- At the Desert Retreat House -
As the presidential election campaigns now go into “full swing” in America we have been hearing a great deal about caucuses in Iowa and upcoming primaries – all the various candidates are carefully tailoring their messages designed to play to their political base.
It seems as if most of the country is now in one “camp” or another: the “Clinton Camp” and the Sander’s Camp, “Trump Disciples,” and “Cruz Believers.” I think that these political base camps are actually quite iconic of what is happening across a large swath of American culture nowadays. So many people are all huddled together into their various “righteous camps” of like-minded individuals - conservatives and progressives, atheists and believers, citizens and foreigners, rich and poor.
At times these camps are more like armed-fortresses and many times those who are “inside” the camp are quite convinced and certain that those outside have it wrong and those on the inside have it right, those on the outside deserve less and those on the inside deserve more.
A civilization is marked by the degree to which members of the society are all willing to work together for the common good. When any nation turns away from this ideal and becomes a collective of individuals with their own personal agendas who ban together into opposing camps of like-minded others, it becomes a nation of barbarians rather than a civilization. I wonder if we are well on our way to becoming barbarians nowadays, and we all know the lesson of history regarding the ultimate fate of barbaric cultures.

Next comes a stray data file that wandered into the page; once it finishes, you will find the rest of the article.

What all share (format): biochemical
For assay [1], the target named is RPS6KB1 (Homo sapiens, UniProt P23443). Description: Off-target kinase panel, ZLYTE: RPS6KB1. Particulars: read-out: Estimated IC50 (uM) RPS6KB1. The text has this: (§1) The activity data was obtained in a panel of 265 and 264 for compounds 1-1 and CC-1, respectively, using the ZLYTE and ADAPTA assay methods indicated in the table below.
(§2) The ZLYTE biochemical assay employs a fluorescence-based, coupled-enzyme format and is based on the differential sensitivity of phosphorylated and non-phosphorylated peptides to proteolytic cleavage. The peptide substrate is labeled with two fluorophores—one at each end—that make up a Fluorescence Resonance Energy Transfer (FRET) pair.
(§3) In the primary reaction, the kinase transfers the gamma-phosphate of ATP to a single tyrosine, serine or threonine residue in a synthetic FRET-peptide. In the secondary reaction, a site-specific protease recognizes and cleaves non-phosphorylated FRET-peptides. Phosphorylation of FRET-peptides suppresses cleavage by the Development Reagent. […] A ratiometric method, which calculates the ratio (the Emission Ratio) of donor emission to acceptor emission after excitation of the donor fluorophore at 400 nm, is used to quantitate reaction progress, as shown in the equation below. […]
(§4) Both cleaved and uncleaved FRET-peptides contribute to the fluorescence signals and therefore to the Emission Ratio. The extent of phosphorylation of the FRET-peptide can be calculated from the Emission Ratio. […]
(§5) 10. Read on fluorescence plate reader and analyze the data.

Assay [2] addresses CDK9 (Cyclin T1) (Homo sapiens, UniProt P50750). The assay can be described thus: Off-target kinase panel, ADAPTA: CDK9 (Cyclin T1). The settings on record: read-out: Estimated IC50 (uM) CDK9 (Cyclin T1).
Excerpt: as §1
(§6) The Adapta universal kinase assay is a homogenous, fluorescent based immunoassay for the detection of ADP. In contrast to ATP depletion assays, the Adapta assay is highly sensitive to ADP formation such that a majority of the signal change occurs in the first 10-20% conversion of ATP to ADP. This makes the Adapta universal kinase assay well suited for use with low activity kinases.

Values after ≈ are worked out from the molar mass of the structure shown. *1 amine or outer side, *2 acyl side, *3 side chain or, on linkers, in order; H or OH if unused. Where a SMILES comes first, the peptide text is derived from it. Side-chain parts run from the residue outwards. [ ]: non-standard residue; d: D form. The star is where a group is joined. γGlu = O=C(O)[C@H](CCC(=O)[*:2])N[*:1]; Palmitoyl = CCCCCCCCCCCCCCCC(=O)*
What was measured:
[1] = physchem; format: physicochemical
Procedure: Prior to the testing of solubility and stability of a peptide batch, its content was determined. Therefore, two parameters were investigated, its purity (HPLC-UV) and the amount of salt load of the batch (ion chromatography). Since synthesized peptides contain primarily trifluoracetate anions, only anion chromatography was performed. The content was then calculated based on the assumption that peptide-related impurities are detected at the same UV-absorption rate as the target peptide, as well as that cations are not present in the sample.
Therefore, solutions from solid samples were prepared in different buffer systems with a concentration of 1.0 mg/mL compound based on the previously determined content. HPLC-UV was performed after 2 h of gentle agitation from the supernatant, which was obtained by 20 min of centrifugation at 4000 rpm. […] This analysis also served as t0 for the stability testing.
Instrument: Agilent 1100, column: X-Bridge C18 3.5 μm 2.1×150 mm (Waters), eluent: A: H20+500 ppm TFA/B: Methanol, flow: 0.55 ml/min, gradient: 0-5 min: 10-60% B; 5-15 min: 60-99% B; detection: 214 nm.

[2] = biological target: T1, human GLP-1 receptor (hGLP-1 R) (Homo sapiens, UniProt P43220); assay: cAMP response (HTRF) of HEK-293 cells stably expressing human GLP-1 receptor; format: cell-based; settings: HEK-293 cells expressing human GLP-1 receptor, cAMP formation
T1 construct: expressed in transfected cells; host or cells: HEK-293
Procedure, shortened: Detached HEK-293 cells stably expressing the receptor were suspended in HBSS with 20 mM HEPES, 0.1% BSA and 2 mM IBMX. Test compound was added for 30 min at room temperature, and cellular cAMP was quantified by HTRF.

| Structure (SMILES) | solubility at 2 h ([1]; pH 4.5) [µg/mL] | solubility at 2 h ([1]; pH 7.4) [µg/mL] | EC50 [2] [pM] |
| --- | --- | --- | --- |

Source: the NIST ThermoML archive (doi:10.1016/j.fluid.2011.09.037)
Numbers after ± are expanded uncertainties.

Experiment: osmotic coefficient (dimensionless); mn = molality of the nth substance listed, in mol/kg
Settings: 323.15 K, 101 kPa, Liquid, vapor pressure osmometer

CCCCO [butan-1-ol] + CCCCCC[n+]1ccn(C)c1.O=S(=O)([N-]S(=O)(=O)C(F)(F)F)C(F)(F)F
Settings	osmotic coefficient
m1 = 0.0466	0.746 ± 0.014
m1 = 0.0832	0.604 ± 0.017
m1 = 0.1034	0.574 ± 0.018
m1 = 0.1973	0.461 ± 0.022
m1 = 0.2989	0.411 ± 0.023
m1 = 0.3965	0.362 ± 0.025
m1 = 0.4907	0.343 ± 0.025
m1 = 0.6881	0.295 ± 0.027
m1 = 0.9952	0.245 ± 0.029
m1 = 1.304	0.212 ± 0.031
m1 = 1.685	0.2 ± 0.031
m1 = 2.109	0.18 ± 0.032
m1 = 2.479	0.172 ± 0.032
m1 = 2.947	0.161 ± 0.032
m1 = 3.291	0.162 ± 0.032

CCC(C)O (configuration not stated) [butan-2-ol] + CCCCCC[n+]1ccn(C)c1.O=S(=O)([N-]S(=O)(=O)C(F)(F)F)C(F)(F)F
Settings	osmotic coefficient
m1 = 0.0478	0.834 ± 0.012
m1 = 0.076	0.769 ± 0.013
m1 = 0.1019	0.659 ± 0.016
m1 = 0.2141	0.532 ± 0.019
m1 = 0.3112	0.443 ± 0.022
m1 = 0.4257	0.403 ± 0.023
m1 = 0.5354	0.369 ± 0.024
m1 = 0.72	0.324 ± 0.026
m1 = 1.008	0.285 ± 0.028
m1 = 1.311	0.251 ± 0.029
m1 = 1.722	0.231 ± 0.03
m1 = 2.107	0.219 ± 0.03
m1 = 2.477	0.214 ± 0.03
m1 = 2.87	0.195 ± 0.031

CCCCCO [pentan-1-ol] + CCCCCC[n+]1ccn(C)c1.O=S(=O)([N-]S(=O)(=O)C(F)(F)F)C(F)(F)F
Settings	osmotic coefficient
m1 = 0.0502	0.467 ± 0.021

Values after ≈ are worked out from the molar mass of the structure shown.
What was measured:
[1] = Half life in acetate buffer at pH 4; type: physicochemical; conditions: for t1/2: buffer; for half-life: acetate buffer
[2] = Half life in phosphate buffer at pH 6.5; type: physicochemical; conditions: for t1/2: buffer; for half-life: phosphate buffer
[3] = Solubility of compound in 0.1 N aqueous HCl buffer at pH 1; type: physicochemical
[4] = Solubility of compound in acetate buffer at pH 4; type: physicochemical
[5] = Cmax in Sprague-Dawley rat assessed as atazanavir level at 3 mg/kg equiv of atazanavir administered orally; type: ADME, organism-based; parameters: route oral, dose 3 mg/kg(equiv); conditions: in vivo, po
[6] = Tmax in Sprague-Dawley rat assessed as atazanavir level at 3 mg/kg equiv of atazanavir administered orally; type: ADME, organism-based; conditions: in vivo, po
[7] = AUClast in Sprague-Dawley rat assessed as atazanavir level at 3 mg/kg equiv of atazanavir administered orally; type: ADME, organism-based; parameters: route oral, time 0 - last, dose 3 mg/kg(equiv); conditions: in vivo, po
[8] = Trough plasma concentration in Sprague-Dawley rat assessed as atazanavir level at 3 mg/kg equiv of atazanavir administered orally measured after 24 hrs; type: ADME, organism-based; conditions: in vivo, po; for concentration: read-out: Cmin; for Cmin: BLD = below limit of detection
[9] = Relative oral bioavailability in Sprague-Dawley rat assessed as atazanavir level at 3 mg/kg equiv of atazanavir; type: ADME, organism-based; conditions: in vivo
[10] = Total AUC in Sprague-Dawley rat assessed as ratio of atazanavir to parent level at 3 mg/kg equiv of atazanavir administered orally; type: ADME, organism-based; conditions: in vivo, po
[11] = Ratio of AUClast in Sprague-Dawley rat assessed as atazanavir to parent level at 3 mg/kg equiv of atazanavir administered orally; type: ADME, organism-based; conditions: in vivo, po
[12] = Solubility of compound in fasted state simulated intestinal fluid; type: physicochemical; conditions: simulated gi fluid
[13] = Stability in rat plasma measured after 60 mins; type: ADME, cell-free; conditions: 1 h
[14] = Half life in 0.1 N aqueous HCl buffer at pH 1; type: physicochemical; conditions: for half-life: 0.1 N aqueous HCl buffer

Wendell Berry once wrote.
‘Every man for himself’ is a doctrine for a feeding frenzy
or for a panic in a burning nightclub,
appropriate for sharks or hogs or perhaps a cascade of lemmings.
A society wishing to endure must speak the language of care-taking,
kindness, neighborliness and peace.
I recently came across a wonderful story about a group of “White European” missionaries who had traveled to Africa in order to convert the primitive, pagan tribes to the true Christian religion. One of the missionaries decided to play a little game with a group of native children by placing a bowl of fruit under a tree, challenging them to a race - whoever got to the tree first would win all the fruit in the bowl.
As the race began, instead of running to the goal, the children mysteriously all joined hands with one another and together gathered around the tree sharing the bowl of fruit. They simply had no idea of what it might mean to run against one another, no concept of how or why only one person would have it all while others looked on. In fact, the very way in which these children defined and understood themselves was not as competing individuals but as a sharing community.
The African word for “I am” is ubuntu. Actually in the Zulu language there is no word for “I am,” the word ubuntu is best translated as:
I am because you are
So many people in America today have fallen into the trap of deceiving themselves into thinking that we are such an advanced and sophisticated civilization and that everyone else wants what we have. But, as I see it, when we withdraw into isolated camps and think we are better than others we are in fact very unsophisticated and “less than civilized,” in fact we are less than human.
A civilized society and a fully human person understands something about Ubuntu – “I am because you are.”
This morning I woke up to another beautiful desert day- the skies are blue, the air is crystal clear, everything seems to belong to everything else. It reminds me of one of my favorite Zen wisdom sayings:
The true person is not anyone in particular,
But like the deep blue color of the limitless sky,
it is everyone – everyone in the world.